A disk rupture is a significant injury for a dog. Many dogs recover fully from the condition, while others lose the use of their hindquarters permanently and need to be fitted with a “wheelchair” in order to get around. The chances of your dog walking again after a rupture depends on a number of factors, including the severity of the injury, the age and fitness of the dog when it occurs, and the success of the treatment provided.
How Ruptures Occur
Degenerative disc disease causes the breakdown of the outer shell of the disc, which allows the central disc material to escape, putting pressure on the spinal cord. This is a genetic condition, and certain breeds are particularly vulnerable, with dachshunds, poodles, pekinese, lhasa apsos and cocker spaniels at greatest risk.
Most owners whose dogs have had a rupture report that it happened after a trauma, such as a jump or a fall; however, ruptures usually occur in cases where the dog already has the disease.
Diagnosing a Rupture
The veterinarian will determine whether the dog has degenerative disc disease based on the breed of the dog and whether it has previously shown signs of back or neck pain or difficulty in walking. He will conduct a physical examination to find out whether the problem originates from the spinal cord, and will begin treatment based on his assumptions. If the dog does not respond to treatment and the veterinarian believes surgery may be required, a myelogram is done. This is a type of X-ray that requires a dye to be injected around the spinal cord while the dog is anesthetized. It will indicate whether the spinal cord is under pressure.
The veterinarian will base treatment on the severity of the situation. During stage one, the dog feels only mild pain, and this usually goes away in a couple of days. In stages two and three, it will experience a higher degree of pain and partial paralysis, and may stagger or display uncoordinated movements. The veterinarian will prescribe anti-inflammatory medications and pain relief, and you will have to limit the dog’s exercise. Once the condition reaches stages four and five, the dog will be paralyzed, but will still experience pain. A few dogs recover without surgery, but at this point, your veterinarian will likely recommend operating within the first 24 hours of paralysis setting in.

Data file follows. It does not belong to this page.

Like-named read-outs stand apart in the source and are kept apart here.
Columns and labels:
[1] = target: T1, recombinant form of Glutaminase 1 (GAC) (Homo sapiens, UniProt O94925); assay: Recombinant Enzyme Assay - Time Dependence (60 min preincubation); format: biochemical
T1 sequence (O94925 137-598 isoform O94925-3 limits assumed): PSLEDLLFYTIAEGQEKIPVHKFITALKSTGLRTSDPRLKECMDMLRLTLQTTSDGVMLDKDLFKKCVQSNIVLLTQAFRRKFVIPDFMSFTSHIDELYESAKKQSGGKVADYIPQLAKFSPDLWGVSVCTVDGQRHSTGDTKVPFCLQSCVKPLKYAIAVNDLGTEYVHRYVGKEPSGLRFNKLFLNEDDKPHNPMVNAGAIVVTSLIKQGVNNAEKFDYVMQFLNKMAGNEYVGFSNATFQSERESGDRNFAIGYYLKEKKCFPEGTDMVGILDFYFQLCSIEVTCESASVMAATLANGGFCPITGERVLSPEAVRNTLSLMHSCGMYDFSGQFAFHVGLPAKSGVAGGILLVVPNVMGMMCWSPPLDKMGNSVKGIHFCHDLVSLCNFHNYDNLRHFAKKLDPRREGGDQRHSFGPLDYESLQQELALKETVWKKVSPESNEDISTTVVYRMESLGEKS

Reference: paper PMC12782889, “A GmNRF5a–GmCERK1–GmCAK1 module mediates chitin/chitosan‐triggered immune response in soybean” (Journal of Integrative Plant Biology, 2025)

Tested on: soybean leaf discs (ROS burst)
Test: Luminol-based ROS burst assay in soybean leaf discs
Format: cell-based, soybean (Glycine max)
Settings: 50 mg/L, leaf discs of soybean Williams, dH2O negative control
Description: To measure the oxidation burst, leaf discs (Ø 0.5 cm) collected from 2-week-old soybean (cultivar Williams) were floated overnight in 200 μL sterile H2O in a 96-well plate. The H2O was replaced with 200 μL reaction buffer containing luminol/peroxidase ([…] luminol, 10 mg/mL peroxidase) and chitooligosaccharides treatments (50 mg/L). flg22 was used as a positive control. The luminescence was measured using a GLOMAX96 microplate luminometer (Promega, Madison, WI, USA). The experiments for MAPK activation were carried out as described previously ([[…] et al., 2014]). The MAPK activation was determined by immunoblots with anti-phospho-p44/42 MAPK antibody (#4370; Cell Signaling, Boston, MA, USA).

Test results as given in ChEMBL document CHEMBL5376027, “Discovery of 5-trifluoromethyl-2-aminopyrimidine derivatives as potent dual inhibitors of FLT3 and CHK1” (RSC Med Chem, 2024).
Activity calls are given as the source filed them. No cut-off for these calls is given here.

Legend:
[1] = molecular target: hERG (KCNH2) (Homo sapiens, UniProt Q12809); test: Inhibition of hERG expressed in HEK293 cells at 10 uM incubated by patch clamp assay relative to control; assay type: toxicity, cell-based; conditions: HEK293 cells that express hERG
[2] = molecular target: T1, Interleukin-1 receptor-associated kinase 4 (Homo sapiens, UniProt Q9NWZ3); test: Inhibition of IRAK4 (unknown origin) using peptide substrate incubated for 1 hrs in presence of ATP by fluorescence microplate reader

In stages one to three, up to 90 percent of dogs recover fully with surgery, especially if done within the first week, and up to 60 percent will recover without surgery. In stages four and five, the recovery percentage without surgery is much lower, and even with surgery, a dog in full paralysis has only a 20 percent chance of recovery. If your dog was paralyzed before surgery, it may take weeks to recover full mobility, and will require physical therapy and motivation to do so. Some dogs do not recover mobility and need to be fitted with wheelchairs or carried, and some remain incontinent after the illness.